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Connoisseurs garlic collection for autumn planting

garlic collection

Eventual height & spread

Connoisseurs garlic collection for autumn planting

garlic collection

  • Unavailable
  • 1 collection
  • £14.95
Delivery options
  • Standard (dispatched separately)
  • Position: full sun
  • Soil: any soil
  • Rate of growth: average
  • Hardiness: fully hardy

    Each collection contains one head (bulb) each of the garlics below and each head can be split up into several cloves

  • garlic 'Solent White'
    A strong-flavoured British garlic, that is largely grown on the Isle of Wight. It has become a very popular variety which is well adapted to the British climate and produces a good crops of large bulbs with plump tasty cloves. One of the best garlics for plaiting and storing, as if kept cool and dry, the bulbs will store for months after they have been harvested. If planted early in the season, you can expect to be lifting and using the mature bulbs from July.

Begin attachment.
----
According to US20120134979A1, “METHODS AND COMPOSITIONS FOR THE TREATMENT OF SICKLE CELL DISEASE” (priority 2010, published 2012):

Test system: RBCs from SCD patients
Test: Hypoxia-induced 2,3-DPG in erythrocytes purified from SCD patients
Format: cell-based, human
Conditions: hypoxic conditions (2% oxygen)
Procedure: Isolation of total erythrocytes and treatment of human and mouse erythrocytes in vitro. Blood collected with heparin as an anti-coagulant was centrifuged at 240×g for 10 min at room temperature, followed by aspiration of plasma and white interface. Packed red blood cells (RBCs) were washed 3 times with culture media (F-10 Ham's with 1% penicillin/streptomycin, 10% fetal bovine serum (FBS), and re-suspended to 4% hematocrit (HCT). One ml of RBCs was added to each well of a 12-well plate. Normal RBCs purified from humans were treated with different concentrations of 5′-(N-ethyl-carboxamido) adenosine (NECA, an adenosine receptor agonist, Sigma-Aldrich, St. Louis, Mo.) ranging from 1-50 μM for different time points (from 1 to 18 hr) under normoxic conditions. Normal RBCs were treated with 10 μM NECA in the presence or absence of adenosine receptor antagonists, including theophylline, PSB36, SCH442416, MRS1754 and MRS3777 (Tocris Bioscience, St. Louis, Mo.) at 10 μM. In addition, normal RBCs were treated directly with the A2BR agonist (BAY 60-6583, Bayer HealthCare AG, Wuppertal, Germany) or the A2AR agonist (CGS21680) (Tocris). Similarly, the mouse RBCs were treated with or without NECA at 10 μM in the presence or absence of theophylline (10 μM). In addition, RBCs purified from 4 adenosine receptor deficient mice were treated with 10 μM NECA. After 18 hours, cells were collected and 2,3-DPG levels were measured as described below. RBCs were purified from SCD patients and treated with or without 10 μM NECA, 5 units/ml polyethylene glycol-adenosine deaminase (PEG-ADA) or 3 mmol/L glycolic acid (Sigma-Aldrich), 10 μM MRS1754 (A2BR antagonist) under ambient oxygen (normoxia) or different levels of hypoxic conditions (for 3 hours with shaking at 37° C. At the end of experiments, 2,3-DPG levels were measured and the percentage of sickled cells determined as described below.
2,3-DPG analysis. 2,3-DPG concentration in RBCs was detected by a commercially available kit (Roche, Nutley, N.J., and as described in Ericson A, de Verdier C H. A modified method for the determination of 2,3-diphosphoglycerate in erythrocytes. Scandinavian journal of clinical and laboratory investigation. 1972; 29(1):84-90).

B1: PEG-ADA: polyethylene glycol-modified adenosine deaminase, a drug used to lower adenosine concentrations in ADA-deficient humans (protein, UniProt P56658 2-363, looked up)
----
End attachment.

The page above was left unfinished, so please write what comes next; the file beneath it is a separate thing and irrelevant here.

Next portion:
• garlic 'Early Purple Wight'
    This robust, purple garlic will produce large bulbs as early as mid May in the south or early June further north. It hails from the village of Cadours in south western France and is the earliest European garlic. You will be able to be cooking with this garlic within as little as three months after planting, although earlier planting is best.

  • garlic 'Lautrec Wight'
    Originating from the town of Lautrec in south western France, this is a classic hardneck garlic. It produces handsome, white-skinned bulbs of smooth flavoured, deep pinky-purple cloves, which are ideal for livening up many of your favourite dishes. It is widely regarded by the French to be one of the best varieties.

  • Garden care:
    Plant the cloves (pointy side up) 2cm deep from October to March (if frost permits) at 15cm intervals. Subsequent rows should be spaced at 30cm intervals. Gently lift when the leaves start to yellow, and leave them on the surface of the soil (or in a bright shed) to ripen before storing them in a light, airy position, which is dry and frost free. There are not many varieties that show resistance to rust, but one way round this is to plant your garlic early, so that by May when rust is usually getting busy the garlic is well developed.